The Hidden Face begins like most haunted house movies. A young couple move into a large country house and soon things start to go bump in the night. You’ve seen it all a million times before, but just as soon as you think that this Spanish language film (set in Colombia) has nothing new to offer, it takes a radical turn at the midway point by challenging the conventions of this stale genre. The turn means that The Hidden Face delivers a fresh new angle on the traditional ghost story; this grounds the tale in the real world and makes it strangely compelling viewing.
To say too much about The Hidden Face would ruin the film’s central premise, but rest assured that Andres Baiz’s film is worth watching. He comes close to losing his audience in the first 40 minutes, walking a steady and well known line that makes the film appear to be an impressively shot, if dull genre piece. The central performances are all solid and the audience is forced to question their allegiance to each character – and character is something that this usually cut and dried genre tends to disregard. Admittedly, there’s a pointless police investigation subplot that leads to a dead end, as well a plot contrivance between two characters that is just too neat. It smacks of lazy screenwriting, although it is used to get across one character’s central motivation.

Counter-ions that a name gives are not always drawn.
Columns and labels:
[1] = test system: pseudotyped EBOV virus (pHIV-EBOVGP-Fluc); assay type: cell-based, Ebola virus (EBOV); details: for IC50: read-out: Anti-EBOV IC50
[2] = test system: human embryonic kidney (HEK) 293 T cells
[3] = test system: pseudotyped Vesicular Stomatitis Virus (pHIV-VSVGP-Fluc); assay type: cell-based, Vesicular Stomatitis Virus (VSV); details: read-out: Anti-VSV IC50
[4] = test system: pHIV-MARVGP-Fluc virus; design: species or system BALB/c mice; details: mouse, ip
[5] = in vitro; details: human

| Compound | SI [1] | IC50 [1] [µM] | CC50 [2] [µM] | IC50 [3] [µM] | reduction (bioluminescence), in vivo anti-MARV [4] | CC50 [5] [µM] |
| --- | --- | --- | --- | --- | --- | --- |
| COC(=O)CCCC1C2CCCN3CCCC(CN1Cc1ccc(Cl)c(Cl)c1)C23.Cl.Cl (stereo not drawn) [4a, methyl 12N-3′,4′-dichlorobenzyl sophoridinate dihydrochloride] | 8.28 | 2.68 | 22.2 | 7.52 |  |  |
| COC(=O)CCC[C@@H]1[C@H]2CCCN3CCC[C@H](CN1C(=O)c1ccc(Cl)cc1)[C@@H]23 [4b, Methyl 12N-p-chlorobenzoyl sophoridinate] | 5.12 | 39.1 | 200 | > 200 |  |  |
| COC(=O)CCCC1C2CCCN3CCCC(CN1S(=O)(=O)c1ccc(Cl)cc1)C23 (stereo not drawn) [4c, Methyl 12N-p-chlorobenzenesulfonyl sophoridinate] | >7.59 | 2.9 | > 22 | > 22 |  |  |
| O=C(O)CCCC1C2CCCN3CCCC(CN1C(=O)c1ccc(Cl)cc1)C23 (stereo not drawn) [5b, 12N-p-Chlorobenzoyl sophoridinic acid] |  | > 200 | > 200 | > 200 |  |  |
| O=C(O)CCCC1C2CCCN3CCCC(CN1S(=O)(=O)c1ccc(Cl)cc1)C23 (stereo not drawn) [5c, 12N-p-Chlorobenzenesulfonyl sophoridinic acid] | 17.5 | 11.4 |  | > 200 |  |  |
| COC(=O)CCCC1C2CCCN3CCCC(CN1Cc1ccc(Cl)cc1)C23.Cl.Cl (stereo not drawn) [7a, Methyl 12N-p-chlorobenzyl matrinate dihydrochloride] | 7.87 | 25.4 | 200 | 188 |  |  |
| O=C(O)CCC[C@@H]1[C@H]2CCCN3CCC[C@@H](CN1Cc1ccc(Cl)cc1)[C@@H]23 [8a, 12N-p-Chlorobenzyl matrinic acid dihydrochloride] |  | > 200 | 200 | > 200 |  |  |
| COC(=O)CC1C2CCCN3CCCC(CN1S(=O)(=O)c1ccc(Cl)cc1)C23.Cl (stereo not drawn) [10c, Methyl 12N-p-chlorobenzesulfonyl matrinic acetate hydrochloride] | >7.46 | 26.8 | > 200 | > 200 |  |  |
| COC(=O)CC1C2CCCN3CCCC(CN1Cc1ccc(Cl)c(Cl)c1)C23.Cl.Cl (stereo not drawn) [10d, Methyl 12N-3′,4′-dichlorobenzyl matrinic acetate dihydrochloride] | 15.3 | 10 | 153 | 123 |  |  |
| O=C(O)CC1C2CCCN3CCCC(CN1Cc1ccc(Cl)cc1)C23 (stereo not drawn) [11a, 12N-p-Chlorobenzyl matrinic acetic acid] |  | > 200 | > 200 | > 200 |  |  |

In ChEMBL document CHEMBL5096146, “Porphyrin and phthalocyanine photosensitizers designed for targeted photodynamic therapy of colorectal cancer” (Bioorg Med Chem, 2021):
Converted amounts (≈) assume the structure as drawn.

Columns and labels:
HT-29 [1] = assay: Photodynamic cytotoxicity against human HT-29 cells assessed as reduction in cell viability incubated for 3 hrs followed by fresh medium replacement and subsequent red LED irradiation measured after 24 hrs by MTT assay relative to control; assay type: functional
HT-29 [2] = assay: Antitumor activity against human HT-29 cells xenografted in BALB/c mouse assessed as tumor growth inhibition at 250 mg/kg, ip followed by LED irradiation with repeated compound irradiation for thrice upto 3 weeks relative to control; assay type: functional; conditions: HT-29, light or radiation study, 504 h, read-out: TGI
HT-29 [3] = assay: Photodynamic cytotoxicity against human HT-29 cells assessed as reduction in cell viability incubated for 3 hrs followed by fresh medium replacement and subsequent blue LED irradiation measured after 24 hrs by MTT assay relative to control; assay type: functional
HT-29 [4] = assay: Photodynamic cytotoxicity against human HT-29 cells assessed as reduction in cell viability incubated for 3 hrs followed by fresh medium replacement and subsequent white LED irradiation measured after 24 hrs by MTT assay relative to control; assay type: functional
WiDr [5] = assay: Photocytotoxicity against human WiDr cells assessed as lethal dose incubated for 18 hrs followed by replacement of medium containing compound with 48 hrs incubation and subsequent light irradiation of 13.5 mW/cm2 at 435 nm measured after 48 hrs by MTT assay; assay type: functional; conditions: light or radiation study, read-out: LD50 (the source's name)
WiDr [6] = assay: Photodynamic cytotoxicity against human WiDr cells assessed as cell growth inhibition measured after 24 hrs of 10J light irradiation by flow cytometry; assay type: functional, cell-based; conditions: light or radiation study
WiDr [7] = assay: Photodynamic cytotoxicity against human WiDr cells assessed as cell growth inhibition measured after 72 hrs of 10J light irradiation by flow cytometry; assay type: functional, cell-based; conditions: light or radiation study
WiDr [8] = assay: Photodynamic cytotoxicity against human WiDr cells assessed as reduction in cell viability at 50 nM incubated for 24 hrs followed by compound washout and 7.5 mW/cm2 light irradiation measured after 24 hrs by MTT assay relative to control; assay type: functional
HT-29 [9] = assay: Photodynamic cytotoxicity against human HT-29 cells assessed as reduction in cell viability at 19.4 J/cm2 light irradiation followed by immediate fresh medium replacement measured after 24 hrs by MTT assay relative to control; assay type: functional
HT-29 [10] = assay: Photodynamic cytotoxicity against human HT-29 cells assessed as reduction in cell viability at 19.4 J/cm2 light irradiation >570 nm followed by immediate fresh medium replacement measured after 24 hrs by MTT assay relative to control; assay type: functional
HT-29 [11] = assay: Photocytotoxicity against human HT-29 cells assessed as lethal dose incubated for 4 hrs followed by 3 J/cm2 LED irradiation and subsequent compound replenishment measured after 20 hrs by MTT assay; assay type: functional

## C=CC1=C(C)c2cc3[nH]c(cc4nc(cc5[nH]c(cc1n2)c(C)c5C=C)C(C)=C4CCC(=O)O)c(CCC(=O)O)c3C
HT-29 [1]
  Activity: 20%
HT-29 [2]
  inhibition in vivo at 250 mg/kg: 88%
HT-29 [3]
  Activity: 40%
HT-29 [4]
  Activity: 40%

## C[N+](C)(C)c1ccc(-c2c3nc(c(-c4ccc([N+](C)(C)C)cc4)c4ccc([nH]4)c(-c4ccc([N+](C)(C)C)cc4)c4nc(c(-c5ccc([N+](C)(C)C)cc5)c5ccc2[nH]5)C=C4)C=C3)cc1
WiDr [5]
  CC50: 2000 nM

It’s best to walk into The Hidden Face without knowing too much. Go in expecting a traditional ghost story and you will be surprised at how much you enjoy it.